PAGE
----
Pretty Apollo Bay is a fishing port in the heart of the Great Ocean Road. It’s also home to one of Victoria’s standout restaurants with accommodation, Chris’s Beacon Point, where Chris Talihmanidis has been cooking for almost 40 years. Prime the palate with some housemade dips and pita bread before dipping into steamed mussels infused with tomato, fennel, olive and ouzo or king prawn saganaki with spiced fetta. The wine list is worth mining for rare regional labels and good Greek vintages. Both the restaurant and rooms are perched on a bluff above Bass Strait to take full advantage of sightlines from Cape Patton to Apollo Bay and beyond.
Order a breakfast basket of croissants, housemade toasted muesli and juices to enjoy in bed at Chris’s Beacon Point while admiring Skenes Creek and the Southern Ocean laid out below. Keep your eyes peeled for koalas lounging in manna gums outside your window and, later, on the drive to the 12 Apostles. There, from the visitor-centre car park, walk the 1.2-kilometre marked trail (part of the Great Ocean Walk) to Gibson Steps and descend to the untamed beach. Prepare to feel very small, flanked by 70-metre cliffs and endless sea, as you gaze at the limestone pillars rising from the surf.
For an elevated view of this phenomenal coastline, take to the air with 12 Apostles Helicopters. The veteran joy-flight operator offers zippy 15-minute flyovers but if time and money allow, do the deluxe one-hour jaunt to the Bay of Islands Coastal Park, where the natural beauty of the Bay of Martyrs rivals that of the 12 Apostles.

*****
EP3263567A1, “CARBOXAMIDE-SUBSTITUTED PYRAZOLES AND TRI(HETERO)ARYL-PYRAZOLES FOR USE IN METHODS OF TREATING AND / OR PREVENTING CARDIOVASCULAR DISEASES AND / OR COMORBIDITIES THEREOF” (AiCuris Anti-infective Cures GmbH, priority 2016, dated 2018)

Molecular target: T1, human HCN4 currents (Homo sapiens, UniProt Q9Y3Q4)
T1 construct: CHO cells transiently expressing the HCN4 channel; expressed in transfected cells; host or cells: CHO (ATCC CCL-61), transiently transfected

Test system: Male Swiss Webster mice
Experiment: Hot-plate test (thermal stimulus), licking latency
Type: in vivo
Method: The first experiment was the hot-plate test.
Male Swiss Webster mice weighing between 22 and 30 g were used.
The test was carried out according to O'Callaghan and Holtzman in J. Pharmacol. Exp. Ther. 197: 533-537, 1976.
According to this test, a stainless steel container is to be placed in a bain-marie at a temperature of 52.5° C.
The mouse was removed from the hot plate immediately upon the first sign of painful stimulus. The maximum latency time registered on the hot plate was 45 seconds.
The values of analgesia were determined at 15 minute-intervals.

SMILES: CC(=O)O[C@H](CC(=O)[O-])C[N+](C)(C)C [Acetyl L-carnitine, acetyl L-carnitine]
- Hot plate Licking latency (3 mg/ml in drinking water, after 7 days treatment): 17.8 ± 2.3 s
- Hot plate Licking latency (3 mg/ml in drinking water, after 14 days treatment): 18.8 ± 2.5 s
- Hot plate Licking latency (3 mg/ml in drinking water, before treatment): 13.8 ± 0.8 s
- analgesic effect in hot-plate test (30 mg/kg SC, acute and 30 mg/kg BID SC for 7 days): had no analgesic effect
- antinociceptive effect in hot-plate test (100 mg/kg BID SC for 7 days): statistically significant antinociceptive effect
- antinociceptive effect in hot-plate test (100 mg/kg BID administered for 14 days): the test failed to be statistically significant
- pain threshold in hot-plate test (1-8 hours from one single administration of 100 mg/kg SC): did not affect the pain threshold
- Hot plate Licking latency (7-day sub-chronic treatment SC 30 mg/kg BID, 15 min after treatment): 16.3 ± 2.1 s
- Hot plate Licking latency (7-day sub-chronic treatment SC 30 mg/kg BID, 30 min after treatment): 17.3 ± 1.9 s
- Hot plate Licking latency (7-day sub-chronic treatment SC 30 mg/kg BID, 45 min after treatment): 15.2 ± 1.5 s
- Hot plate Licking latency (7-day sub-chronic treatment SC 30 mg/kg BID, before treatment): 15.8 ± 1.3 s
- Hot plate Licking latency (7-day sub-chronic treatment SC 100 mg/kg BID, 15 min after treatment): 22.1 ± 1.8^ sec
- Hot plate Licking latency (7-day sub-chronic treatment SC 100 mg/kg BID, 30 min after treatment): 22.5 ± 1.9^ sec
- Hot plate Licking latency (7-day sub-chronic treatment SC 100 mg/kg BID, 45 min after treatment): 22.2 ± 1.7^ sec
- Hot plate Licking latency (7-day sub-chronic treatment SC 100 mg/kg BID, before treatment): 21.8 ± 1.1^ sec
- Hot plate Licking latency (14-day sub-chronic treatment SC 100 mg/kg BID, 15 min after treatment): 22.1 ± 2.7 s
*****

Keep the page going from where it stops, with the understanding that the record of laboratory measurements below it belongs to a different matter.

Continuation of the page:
In the space of three short years, Brae has joined the Great Ocean Road and Bells Beach Pro on the honour roll of internationally renowned attractions in Victoria’s South West. This farmhouse restaurant set on 12 hectares of Otway hinterland is a chance to taste the terroir of the region. “Eating from the land” is how chef Dan Hunter describes the experience that earned his dining room the 44th spot on the 2017 World’s Best Restaurants list. Lunch is a lavish affair of world wines and edible marvels such as Hunter’s deceptive “iced oyster” (oyster-flavoured ice-cream with hints of sea lettuce and sherry vinegar) and his famous parsnip and apple dessert. Natural sourdough bread is baked on site daily and served with butter made in-house from Otways Jersey cream. The attention to detail in every facet of the food is what makes dining at Brae unique.
It’s about half an hour’s drive to Lorne, the Great Ocean Road’s favourite summer resort town. A brisk walk is in order after a long lunch so park near the Lorne Visitor Information Centre (15 Mountjoy Parade) then stroll across the swing bridge over the mouth of the Erskine River and along the beach, combing the shallows and rock pools for starfish and octopus.
At the Art Deco charmer that is Birregurra’s Royal Mail Hotel, the main bar serves classic pub fare such as chicken parmigiana and fish and chips, while the bistro is more upmarket. The seafood, all caught in Apollo Bay, shines in the Royal Mail’s generous fisherman’s platter and the tasty scallop and lap cheong penne. Tuck into the chargrilled kangaroo with sautéed vegetables and potato rösti and raise a toast to one of the world’s most spectacular road trips with a Torquay craft beer from Blackman’s Brewery. ￼